International Journal of Medical and Health Research

International Journal of Medical and Health Research


(MCI Approved Journal)

ISSN: 2454-9142

Vol. 5, Issue 12 (2019)

Paracetamol and acute liver injury

Author(s): Dr. Anil Batta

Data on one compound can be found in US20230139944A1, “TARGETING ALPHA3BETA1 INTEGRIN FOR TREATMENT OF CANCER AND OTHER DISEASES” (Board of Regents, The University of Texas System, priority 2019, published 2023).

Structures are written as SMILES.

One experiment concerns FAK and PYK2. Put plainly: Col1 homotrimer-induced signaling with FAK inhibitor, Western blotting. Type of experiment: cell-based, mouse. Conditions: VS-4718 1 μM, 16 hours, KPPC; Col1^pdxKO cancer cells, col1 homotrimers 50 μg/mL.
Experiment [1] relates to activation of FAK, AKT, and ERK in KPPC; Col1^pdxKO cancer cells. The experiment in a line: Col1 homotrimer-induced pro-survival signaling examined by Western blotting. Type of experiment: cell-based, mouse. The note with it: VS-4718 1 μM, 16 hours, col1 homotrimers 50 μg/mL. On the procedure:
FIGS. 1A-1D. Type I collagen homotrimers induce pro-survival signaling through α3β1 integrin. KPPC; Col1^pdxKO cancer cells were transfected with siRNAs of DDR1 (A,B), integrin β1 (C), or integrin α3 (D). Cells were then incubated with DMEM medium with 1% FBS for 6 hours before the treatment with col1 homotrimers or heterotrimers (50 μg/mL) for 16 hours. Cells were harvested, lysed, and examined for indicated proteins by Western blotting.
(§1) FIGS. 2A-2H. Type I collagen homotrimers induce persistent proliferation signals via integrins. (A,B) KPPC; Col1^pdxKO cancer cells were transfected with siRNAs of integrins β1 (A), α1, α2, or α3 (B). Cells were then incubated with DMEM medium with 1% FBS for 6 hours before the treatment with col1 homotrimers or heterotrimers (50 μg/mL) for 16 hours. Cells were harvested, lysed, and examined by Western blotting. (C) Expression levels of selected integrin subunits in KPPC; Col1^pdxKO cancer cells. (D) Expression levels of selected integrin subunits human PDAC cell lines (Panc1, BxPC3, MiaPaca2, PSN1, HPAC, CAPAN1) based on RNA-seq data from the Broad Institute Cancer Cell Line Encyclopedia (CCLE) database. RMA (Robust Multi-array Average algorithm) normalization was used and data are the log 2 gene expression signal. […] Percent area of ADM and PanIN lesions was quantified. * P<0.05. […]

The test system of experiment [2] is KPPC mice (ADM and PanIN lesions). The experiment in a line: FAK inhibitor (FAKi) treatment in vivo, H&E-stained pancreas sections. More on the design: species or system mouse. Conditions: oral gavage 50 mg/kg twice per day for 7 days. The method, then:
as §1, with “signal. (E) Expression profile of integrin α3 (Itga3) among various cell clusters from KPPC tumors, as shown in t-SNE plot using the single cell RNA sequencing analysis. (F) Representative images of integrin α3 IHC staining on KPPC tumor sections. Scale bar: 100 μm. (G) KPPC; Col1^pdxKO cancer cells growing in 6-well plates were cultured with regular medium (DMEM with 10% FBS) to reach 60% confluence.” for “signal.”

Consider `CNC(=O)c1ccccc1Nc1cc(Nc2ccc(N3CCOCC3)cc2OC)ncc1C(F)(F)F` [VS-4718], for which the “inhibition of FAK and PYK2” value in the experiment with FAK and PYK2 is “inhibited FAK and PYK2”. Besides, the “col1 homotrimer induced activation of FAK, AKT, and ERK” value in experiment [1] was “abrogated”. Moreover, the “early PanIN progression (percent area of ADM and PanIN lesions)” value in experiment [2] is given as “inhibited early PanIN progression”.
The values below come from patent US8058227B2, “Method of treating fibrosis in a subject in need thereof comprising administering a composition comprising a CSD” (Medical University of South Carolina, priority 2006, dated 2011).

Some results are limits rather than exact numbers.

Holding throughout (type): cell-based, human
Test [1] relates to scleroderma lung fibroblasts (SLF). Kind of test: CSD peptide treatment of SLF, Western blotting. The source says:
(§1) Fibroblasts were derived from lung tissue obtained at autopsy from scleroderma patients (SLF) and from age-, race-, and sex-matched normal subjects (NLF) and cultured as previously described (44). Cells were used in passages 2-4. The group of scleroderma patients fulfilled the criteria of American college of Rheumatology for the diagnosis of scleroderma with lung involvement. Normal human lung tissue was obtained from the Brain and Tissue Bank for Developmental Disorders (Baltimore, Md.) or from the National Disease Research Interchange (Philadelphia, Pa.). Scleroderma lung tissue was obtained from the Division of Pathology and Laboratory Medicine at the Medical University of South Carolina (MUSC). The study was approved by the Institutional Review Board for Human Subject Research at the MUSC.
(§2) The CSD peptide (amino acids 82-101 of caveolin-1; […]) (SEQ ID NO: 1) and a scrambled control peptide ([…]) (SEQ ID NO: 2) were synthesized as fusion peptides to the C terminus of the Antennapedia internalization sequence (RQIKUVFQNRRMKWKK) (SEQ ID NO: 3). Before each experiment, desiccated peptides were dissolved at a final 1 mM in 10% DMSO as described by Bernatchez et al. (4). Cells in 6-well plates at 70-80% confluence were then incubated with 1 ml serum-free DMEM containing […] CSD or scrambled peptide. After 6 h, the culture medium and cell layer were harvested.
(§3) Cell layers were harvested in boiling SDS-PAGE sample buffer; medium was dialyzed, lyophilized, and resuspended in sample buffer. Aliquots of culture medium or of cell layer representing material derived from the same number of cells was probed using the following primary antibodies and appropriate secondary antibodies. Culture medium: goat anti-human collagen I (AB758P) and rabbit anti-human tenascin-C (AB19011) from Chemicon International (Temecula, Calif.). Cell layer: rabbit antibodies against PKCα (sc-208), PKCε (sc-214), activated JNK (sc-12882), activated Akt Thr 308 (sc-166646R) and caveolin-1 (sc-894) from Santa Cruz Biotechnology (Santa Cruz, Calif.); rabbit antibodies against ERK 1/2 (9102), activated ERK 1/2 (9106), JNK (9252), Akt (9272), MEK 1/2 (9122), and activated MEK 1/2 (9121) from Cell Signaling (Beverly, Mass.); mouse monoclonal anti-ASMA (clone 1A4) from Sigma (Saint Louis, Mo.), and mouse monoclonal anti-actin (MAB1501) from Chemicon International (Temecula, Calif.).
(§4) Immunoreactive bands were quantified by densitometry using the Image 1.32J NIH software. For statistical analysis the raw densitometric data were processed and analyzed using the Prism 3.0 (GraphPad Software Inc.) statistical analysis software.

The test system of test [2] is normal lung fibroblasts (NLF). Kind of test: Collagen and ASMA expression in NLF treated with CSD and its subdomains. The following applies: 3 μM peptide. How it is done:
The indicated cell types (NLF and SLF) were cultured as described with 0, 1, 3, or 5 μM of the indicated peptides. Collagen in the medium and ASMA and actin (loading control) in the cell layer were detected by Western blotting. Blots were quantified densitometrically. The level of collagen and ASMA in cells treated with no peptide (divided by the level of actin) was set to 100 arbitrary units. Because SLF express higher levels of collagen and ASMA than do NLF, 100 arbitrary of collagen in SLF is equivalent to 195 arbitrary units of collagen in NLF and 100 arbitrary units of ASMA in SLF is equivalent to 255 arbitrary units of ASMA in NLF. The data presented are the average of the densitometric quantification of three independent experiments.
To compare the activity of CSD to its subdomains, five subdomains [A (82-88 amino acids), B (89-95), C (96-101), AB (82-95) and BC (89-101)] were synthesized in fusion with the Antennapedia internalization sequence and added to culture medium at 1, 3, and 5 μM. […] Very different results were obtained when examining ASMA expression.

Abstract: Background: Acute liver injury (ALI) induced by paracetamol overdose is a well-known cause of emergency hospital admission and death. However, there is debate regarding the risk of ALI after therapeutic dosages of the drug. The aim is to describe the characteristics of patients admitted to hospital with jaundice who had previous exposure to therapeutic doses of paracetamol. An assessment of the causality role of paracetamol was performed in each case. Methods: Based on the evaluation of prospectively gathered cases of ALI with detailed clinical information, thirty-two cases of ALI in non-alcoholic patients exposed to therapeutic doses of paracetamol were identified. Two authors assessed all drug exposures by using the CIOMS/RUCAM scale. Each case was classified into one of five categories based on the causality score for paracetamol. Results: In four cases the role of paracetamol was judged to be unrelated, in two unlikely, and these were excluded from evaluation. In seven of the remaining 26 cases, the RUCAM score associated with paracetamol was higher than that associated with other concomitant medications. The estimated incidence of ALI related to the use of paracetamol in therapeutic dosages was 0.4 per million inhabitants older than 15 years of age and per year (99%CI, 0.2-0.8) and of 10 per million paracetamol users-year (95% CI 4.3-19.4). Conclusions: Our results indicate that paracetamol in therapeutic dosages may be considered in the causality assessment in non-alcoholic patients with liver injury, even if the estimated incidence of ALI related to paracetamol appears to be low. Results: Up to December 31 1999, total follow up was 17,616,592 person-years and 126 patients fulfilling the inclusion criteria of ALI were identified. Drug exposures among these patients with ALI and comparative risks associated with various commonly used drugs have been reported on [12]. The RUCAM scale was applied to 32 cases exposed to paracetamol. In four cases paracetamol exposure started on the day the first symptoms of ALI (fever, abdominal pain, marked weakness, skin rash and/or pruritus, jaundice or choluria) appeared, and they were therefore classified as unrelated to paracetamol. In two cases the RUCAM score for paracetamol was < or = 2 and they were classified as unlikely. Of the remaining 26 cases, the score for paracetamol was higher than that for other concomitant drugs (7 cases). In 19 additional cases that took drugs that are known to be hepatotoxic agents, these drugs scored equal or higher than paracetamol. The different scores between the cases classified as "probable" and those classified as "possible" were mainly due to the differences in three items: time to onset, the course of the reaction after cessation of the drug, and previous information on the association between paracetamol exposure and liver injury, which in one case with a mixed pattern scored one point less. Several features for the 7 cases (4 probable and 3 possible) with a paracetamol score higher than that of concomitant drugs are provided in table 1. The median daily dose of paracetamol was 650 mg (range 650-3,250). The median duration of the exposure period, i.e. the period between the first and the last day of use was 10 days (range 1-77) in five patients. The other two patients had taken the drug for at least one year. The median alcohol consumption was 13.43 g per day (range 0-42.67). In six patients the pattern of liver injury was hepatocellular. Five cases showed symptoms of hypersensitivity (fever, rash, eosinophilia, thrombocytopenia or arthralgia). All cases except one were taking other drugs. Hypersensitivity reactions have been described for metamizol, dextromethorphan, indapamide, indomethacin, corticosteroids, metoclopramide, bisacodyl, budesonide, carbocysteine, ambroxol, benzocaine, chlorhexidine [2].
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